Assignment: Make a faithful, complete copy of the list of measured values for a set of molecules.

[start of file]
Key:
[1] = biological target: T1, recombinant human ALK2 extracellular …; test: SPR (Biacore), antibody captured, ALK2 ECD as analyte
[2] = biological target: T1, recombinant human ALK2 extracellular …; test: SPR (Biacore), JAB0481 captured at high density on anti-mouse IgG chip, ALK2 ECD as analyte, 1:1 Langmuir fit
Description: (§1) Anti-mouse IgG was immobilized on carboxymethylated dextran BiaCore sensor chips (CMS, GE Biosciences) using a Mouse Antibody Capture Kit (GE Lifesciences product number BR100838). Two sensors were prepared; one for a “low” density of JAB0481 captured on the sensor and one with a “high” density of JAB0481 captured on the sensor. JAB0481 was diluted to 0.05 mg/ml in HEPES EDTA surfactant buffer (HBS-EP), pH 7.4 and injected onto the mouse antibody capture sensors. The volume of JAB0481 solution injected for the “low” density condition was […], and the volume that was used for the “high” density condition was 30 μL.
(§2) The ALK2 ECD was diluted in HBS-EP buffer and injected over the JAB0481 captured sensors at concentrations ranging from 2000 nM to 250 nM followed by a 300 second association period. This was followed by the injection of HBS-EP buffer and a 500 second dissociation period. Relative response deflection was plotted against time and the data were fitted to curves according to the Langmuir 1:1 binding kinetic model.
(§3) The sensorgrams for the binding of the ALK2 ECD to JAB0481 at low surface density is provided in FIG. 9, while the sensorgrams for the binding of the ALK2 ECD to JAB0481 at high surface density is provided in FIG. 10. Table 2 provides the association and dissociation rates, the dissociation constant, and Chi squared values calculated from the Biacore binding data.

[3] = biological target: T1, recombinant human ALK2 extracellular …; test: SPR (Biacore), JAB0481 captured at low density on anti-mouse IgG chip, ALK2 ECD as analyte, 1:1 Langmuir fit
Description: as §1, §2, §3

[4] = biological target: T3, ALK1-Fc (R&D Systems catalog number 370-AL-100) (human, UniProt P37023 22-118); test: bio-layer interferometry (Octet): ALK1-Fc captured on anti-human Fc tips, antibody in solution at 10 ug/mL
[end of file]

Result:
Key:
[1] = biological target: T1, recombinant human ALK2 extracellular …; test: SPR (Biacore), antibody captured, ALK2 ECD as analyte
[2] = biological target: T1, recombinant human ALK2 extracellular …; test: SPR (Biacore), JAB0481 captured at high density on anti-mouse IgG chip, ALK2 ECD as analyte, 1:1 Langmuir fit
Description: (§1) Anti-mouse IgG was immobilized on carboxymethylated dextran BiaCore sensor chips (CMS, GE Biosciences) using a Mouse Antibody Capture Kit (GE Lifesciences product number BR100838). Two sensors were prepared; one for a “low” density of JAB0481 captured on the sensor and one with a “high” density of JAB0481 captured on the sensor. JAB0481 was diluted to 0.05 mg/ml in HEPES EDTA surfactant buffer (HBS-EP), pH 7.4 and injected onto the mouse antibody capture sensors. The volume of JAB0481 solution injected for the “low” density condition was […], and the volume that was used for the “high” density condition was 30 μL.
(§2) The ALK2 ECD was diluted in HBS-EP buffer and injected over the JAB0481 captured sensors at concentrations ranging from 2000 nM to 250 nM followed by a 300 second association period. This was followed by the injection of HBS-EP buffer and a 500 second dissociation period. Relative response deflection was plotted against time and the data were fitted to curves according to the Langmuir 1:1 binding kinetic model.
(§3) The sensorgrams for the binding of the ALK2 ECD to JAB0481 at low surface density is provided in FIG. 9, while the sensorgrams for the binding of the ALK2 ECD to JAB0481 at high surface density is provided in FIG. 10. Table 2 provides the association and dissociation rates, the dissociation constant, and Chi squared values calculated from the Biacore binding data.

[3] = biological target: T1, recombinant human ALK2 extracellular …; test: SPR (Biacore), JAB0481 captured at low density on anti-mouse IgG chip, ALK2 ECD as analyte, 1:1 Langmuir fit
Description: as §1, §2, §3

[4] = biological target: T3, ALK1-Fc (R&D Systems catalog number 370-AL-100) (human, UniProt P37023 22-118); test: bio-layer interferometry (Octet): ALK1-Fc captured on anti-human Fc tips, antibody in solution at 10 ug/mL